CONFERENCE ON THE IRANIAN DIASPORA AT UCLA
By MASA ZOKAEI
The Iranian Across Borders (IAAB) will be organizing the Conference on the Iranian Diaspora in Los Angeles for the first time this October. The two-day conference , co-sponsored by the UCLA Anthropology Department and the Dean of Social Sciences, is the first and largest conference focused on the Iranian diaspora featuring over 50 speakers from the Middle East, Europe, Australia, Asia and North America and will serve also as an innovative forum for academics, graduate students, journalists, artists, and community leaders to discuss the development, challenges, and needs of the Iranian diaspora.
Founded in 2003 in Boston by Narges Bajoghli and Nikoo Paydar for the purpose of opening up discussion on what it was like for Iranians that were born outside of Iran, the organization has since
developed summer camps called Ayandeh round the U.S where over 150 attend each year and organize conferences in different cities in the United States.
Panels, workshops, round tables and film series are included in the October conference at UCLA.
“One of the things that we really try to do at our conferences is to talk about issues that are rarely talked about in our community. For instance, this year, we focus a great deal of the conference on issues of social services and immigrant/refugee rights.
“We try to highlight the social services that exist in our community for individuals and families in need, as well as provide a space for specialists and activists to talk about issues of undocumented immigration and refugee rights, especially among the youngest generation who are currently leaving Iran,” Narges explains.
Another topic that will be discussed this year is “transnational activism” where activism crosses borders through avenues like Facebook and Twitter. Narges says that new media has brought benefits and issues with it as well.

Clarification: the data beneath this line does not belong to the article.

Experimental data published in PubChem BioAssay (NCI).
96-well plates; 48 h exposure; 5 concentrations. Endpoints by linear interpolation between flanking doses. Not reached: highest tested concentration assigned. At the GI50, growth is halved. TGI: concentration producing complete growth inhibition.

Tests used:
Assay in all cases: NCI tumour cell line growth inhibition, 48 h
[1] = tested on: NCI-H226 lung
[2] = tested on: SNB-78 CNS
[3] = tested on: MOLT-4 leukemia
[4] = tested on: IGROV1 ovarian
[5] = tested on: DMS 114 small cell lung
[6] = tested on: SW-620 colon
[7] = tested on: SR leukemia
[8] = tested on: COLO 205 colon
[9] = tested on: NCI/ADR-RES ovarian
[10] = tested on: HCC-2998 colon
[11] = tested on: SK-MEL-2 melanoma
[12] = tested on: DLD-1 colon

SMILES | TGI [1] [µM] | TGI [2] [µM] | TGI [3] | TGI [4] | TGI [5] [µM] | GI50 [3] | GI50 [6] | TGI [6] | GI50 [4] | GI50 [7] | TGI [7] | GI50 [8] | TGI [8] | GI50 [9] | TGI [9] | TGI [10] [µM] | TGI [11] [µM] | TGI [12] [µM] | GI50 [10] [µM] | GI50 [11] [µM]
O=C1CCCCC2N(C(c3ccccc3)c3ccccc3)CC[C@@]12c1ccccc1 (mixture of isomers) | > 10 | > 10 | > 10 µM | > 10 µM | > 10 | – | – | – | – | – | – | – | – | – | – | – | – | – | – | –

“I think that there are still some difficult challenges. For example, with the recent earthquake in Iranian Azarbaijan last month, many people wanted to help, and Facebook and Twitter were great tools for organizing communities, but without connections on the ground in Iran, it’s hard to actually get the funds there and to follow up to see if organizations on the ground are able to execute what they raise money for.”
“These challenges will be discussed at the Conference.”
Panel discussions include speakers Homa Sarshar (writer, journalist), Hamid Naficy (Professor of Iranian Cinema), Noosheen Hashemi (Philanthropist and founder of PARSA Community Foundation), Golnoush Niknejad (Founder and Editor-in-Chief of Tehran Bureau, PBS Frontline), and Hoori Sadler (Persian American Cancer Institute).
The IAAB decided to do a conference in Los Angeles this year because they have started moving leadership programs to west coast and it is something they have always wanted to do.
“We have known that we needed to move to Los Angeles, but we were a little intimidated. We did not know a lot about it.”
And what is the importance of young Iranian attending the conference?
“Part of it is talking about issues that don’t get talked about in this community, sexuality and other social issues,” Narges explains, “And part of it would be being around community of people for a few days to understand not just successes of community but also challenged and creating new ideas of coming forward.”
Iranian Alliances Across Borders’ Conference on the Iranian Diaspora at UCLA October 13-14, for more information visit www.iranianalliances.org